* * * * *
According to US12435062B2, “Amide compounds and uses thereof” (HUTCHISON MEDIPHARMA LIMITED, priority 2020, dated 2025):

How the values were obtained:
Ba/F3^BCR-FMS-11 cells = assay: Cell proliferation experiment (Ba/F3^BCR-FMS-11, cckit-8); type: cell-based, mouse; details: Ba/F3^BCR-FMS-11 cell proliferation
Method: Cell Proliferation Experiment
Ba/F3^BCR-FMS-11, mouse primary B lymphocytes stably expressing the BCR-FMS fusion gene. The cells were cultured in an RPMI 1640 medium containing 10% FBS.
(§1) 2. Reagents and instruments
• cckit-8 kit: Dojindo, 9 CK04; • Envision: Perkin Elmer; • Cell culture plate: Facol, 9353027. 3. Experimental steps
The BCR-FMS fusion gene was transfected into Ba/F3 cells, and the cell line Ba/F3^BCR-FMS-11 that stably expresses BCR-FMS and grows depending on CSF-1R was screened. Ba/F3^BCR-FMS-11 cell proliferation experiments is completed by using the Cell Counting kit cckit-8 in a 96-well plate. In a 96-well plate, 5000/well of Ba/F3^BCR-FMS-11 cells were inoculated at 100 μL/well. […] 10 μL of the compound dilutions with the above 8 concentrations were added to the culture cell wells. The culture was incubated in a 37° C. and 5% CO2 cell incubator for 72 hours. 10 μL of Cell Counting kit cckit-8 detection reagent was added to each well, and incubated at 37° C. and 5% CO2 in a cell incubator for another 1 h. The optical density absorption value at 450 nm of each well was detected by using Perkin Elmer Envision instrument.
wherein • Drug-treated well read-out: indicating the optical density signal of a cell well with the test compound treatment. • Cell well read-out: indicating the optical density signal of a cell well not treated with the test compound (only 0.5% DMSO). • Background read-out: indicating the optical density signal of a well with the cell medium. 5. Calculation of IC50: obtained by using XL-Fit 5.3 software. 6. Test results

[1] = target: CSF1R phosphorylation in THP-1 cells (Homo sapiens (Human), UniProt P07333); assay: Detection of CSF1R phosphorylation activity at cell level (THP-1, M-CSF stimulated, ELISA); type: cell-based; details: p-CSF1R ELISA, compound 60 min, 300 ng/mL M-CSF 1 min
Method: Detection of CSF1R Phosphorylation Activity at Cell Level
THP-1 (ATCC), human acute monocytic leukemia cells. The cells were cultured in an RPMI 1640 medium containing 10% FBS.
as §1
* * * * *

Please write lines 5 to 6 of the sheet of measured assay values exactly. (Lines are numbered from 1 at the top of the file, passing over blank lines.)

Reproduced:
Ba/F3^BCR-FMS-11, mouse primary B lymphocytes stably expressing the BCR-FMS fusion gene. The cells were cultured in an RPMI 1640 medium containing 10% FBS.
(§1) 2. Reagents and instruments